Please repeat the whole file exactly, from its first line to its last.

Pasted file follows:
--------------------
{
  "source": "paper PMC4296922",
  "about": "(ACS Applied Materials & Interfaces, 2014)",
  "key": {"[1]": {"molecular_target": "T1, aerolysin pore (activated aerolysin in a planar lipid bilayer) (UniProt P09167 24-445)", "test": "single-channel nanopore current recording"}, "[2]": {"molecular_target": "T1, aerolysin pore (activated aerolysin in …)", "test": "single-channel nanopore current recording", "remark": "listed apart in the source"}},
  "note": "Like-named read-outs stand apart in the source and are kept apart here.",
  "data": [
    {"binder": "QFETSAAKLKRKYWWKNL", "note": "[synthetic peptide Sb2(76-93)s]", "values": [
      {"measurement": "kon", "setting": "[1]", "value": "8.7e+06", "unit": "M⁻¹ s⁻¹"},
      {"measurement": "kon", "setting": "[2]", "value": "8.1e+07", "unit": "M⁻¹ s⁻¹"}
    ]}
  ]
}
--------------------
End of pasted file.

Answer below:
{
  "source": "paper PMC4296922",
  "about": "(ACS Applied Materials & Interfaces, 2014)",
  "key": {"[1]": {"molecular_target": "T1, aerolysin pore (activated aerolysin in a planar lipid bilayer) (UniProt P09167 24-445)", "test": "single-channel nanopore current recording"}, "[2]": {"molecular_target": "T1, aerolysin pore (activated aerolysin in …)", "test": "single-channel nanopore current recording", "remark": "listed apart in the source"}},
  "note": "Like-named read-outs stand apart in the source and are kept apart here.",
  "data": [
    {"binder": "QFETSAAKLKRKYWWKNL", "note": "[synthetic peptide Sb2(76-93)s]", "values": [
      {"measurement": "kon", "setting": "[1]", "value": "8.7e+06", "unit": "M⁻¹ s⁻¹"},
      {"measurement": "kon", "setting": "[2]", "value": "8.1e+07", "unit": "M⁻¹ s⁻¹"}
    ]}
  ]
}